Retail is getting slammed right now. Retailers have closed many physical stores and the open ones are seeing minimal customers as most everyone stays home. Online merchants are somewhat shielded from the pandemic, but even they are hurting as people spend less money and focus on necessities.
Previous economic recessions have been drawn-out and slow to recover. But many economic leaders are predicting a quick bounce-back for businesses after the COVID-19 pandemic is behind us. Although merchants are hurting now, there are several steps they can be taking now to be ready to take advantage of the recovery when it comes:
Focus on the customers you already have
Let customers know about any changes you have made. Sympathize with their situation. It may be a little cliché to keep saying, “we’re all in this together,” but it is true. Tell your customers you are with them and plan to be for the long haul. Your audience has shifted to a “new normal” during the pandemic. So, you must consider how to be relevant now and in the future. For example, consider offering a curbside pickup option.
Be transparent regarding things like shipping and delivery times if they have changed from what customers had come to expect. Add subscription services to help deliver on a schedule based on customer timing requests. For example, consider offering a curbside pickup option. Be transparent regarding things like shipping and delivery times if they have changed from what customers had come to expect. Add subscription services to help deliver on a schedule based on customer timing requests.
Get your website in shape
Very few ecommerce websites are perfect, so there are probably changes you could make to your site during the pandemic. Examine your checkout process and update it to make it fast and straightforward. Make sure you have content that is engaging to your audience. Look at the products you are featuring first. For now, ensure that the inventory you have is placed first or prominently on your site. If you have low or zero inventory of certain products, don’t list those first. Alternatively, if you are low on certain items, that could be an opportunity to build your customer list. Invite shoppers to subscribe to your email list so you can notify then when low-inventory products are back in stock.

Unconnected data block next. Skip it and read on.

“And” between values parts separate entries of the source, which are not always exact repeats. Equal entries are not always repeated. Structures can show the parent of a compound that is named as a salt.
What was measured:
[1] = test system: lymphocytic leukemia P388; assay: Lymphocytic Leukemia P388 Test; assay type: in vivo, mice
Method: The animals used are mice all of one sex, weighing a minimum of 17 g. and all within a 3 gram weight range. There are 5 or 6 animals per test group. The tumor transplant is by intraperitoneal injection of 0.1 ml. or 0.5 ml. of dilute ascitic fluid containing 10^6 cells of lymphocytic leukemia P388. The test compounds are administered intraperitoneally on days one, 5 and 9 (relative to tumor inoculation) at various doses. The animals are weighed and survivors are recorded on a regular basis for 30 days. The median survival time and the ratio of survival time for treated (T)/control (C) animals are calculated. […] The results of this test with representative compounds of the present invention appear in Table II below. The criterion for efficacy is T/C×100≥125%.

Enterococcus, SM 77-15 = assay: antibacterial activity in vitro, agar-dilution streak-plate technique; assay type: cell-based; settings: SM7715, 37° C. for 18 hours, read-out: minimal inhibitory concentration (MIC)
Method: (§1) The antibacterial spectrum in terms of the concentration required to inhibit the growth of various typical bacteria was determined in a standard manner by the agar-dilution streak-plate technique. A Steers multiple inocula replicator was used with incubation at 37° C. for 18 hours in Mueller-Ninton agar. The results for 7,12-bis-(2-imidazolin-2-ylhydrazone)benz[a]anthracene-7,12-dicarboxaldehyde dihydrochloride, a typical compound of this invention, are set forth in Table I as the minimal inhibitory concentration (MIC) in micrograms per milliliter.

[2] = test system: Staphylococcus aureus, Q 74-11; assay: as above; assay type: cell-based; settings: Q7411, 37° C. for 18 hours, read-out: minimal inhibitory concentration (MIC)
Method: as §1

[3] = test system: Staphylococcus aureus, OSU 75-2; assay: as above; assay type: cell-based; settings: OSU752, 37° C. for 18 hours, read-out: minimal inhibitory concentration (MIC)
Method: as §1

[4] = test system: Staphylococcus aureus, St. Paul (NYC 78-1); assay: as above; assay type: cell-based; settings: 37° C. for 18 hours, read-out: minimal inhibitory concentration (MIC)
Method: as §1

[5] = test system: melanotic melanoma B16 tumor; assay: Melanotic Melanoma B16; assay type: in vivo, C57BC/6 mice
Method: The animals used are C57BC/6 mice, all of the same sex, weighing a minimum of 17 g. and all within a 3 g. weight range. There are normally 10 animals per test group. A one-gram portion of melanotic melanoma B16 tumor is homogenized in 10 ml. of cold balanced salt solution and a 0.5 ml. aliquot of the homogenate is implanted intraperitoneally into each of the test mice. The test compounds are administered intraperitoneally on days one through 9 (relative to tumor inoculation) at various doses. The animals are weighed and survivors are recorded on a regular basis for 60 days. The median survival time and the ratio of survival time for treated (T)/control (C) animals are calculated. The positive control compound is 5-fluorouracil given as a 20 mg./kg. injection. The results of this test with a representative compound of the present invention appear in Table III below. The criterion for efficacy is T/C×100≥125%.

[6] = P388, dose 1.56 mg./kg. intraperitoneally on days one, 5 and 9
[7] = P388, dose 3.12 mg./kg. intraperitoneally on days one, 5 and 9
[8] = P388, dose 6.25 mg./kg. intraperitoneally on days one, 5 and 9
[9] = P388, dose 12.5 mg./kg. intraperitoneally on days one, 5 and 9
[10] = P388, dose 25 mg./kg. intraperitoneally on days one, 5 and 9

Develop content you can use now and after the pandemic
Content is king when it comes to engaging people on your site. Use this downtime to develop stories that are relevant now, but also think about what consumers will want to see and hear in a few months when life is back to normal. For example, if you sell exercise equipment, there has been a run on workout gear since people can’t go to gyms now. In three months, those people will have worn through their running shoes or might need more advanced equipment. Put together workout plans for people to do at home now and then a guide for how to choose the right running shoes for the people who will need a new pair later this summer. There’s no reason you can’t prepare those stories now.
Focus on SEO during the pandemic
People are home and spending a lot of time online. SEO is essential now because it leads to sales and leads. After all, the consumer connects with your brand when they are searching for your product or service. Think about what questions people might be asking that could be relevant to your brand so that you can show up in less-obvious search results. Also, Google just made some updates to its algorithm that will impact SEO. As always, make sure you understand that impact or hire an agency that does. Original content is always essential for SEO, so don’t skimp there.
Examine your platform
Have you been thinking about making a change in your ecommerce platform? It’s no small task and can be daunting to consider. Still, the wrong platform can hurt you when it comes to content, checkout options, site and page-loading speeds, fulfillment, integration with other applications and pretty much everything else needed to run an online store. If your sales and supply chain are at a standstill, now could be a good time to make that significant change.
Prepare for logistics and supply chains to come back online
While things are looking bad and getting worse, it can be tempting to panic and offer a lot of discounts to keep sales moving. The reality is that even once demand picks up, your supply chain might take longer to recover.
You should be preparing to have materials and production in place when the time comes. In the meantime, consider holding back some inventory so you can meet demand when it comes back. At the very least, don’t start offering crazy discounts that eliminate your margins. In a recent consumer survey around COVID-19 buying habits, 44% of U.S. shoppers said they would find a different store to provide items they need. In other words, loyalty goes out the window in times of scarcity. Better to be prepared for when people are buying than sell at any cost now.
It can be hard to think about your business when the headlines are talking about matters of life and death. Almost every industry is struggling in the face of this pandemic. Take care of yourself and your loved ones first, but we must think ahead so that we can get back to “normal.” Whatever that might look like or whenever it might come.
BigCommerce is the provider of ecommerce platform software for 17 of the retailers ranked in the 2019 Digital Commerce 360 Top 1000.Favorite